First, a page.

Poetry has long been used to search out and understand who we are and our place in the world. Concepts and emotions are whittled to their essence by the selection and sparsity of words, by sheeting together thoughts in a unique way so we are forced to slow down and re-evaluate.

But how exactly does writing in a second or third language shape the thoughts of a poet and the poet herself?
A few days ago I was writing a proposal connected to language. As I listed the possible benefits of learning a new language, I thought about how language, identity and belonging are connected and how crucial it is to master nuances. Even if one is simply moving from English or American English to Australian, the idioms and the slang teach us something about each country and that country’s history.For any beginner, the fluidity of a new language is a tumultuous ocean of flailing tongue, physical exhaustion and alienation. But like any skill, after years of immersion and practice, we find we can calm the waves and float on our backs looking up at the blue sky, supported by the power of words. It is that mastery of language that helps us move through the porous dolomite of culture and society to understanding. It helps us decode cultures and break down social barriers. It empowers us.

There are lots of studies, and controversy, on how language shapes us but I know that mastering French changed me. Is it that these changes were so small they can’t be measured or too deep to be measured? I tend to the latter. I like to read in French when I’m writing longer essays in English because it takes me away from English structure and stereotypes. It adds a depth to my sentences.At the Sydney Writers’ Festival I asked two poets who speak several languages and write in English, which is not their mother tongue, about how much language effects their sense of belonging.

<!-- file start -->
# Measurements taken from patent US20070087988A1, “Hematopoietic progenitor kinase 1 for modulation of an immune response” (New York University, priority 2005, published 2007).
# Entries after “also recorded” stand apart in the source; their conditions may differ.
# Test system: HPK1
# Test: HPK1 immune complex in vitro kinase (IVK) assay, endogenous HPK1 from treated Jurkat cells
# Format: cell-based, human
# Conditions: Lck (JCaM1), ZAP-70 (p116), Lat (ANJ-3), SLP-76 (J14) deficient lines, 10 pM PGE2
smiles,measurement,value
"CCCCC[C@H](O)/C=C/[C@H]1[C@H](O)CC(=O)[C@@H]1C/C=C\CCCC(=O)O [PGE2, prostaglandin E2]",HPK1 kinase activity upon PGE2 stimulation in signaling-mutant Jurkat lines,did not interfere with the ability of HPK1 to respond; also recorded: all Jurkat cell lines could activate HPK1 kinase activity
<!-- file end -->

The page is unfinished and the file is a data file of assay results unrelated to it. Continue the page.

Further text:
Dinah Roma grew up in the Philippines, the youngest of ten children, reading anything she could find including her sister’s medical texts. When she discussed her poetry and language at the festival she emphasized that ”it’s not so much the physical borders that are important but the internal.’’Roma, who is teaches in the Department of Literature at De La Salle University in Manila, reminds us how our experiences with language form us:

”The issue of language in the Philippines has always been a difficult one. So ten years ago, for instance, I would be asked when I started attending or speaking at festivals, why did I choose to write in English? But the fact is that I did not choose; it was circumstance. I cannot undo history.

”[People] would be surprised whenever I told them that actually when I was growing up I was speaking three languages: my mother’s tongue which is…from the island where I was born Samar… that’s inside our house and when I go out I would speak … [what’s now called] Filipino… and when I would go to school, it’s English.

”But all formations, intellectual and otherwise, were done in English so English won the day. I tried writing in [Filipino] because [it] is a very powerful and difficult language… but I was writing so slow, I wouldn’t probably have my book if I were writing in [that language]. I would probably just have half a manuscript.

”English it is still really the language of poetry for me. Ten years ago I was really apologetic about it but you have to belong to yourself first and foremost and you have to be honest where you are in the history of your own country and English is that for me.’’

Dinah Roma’s latest collection is Naming The Ruins, Vagabond Press.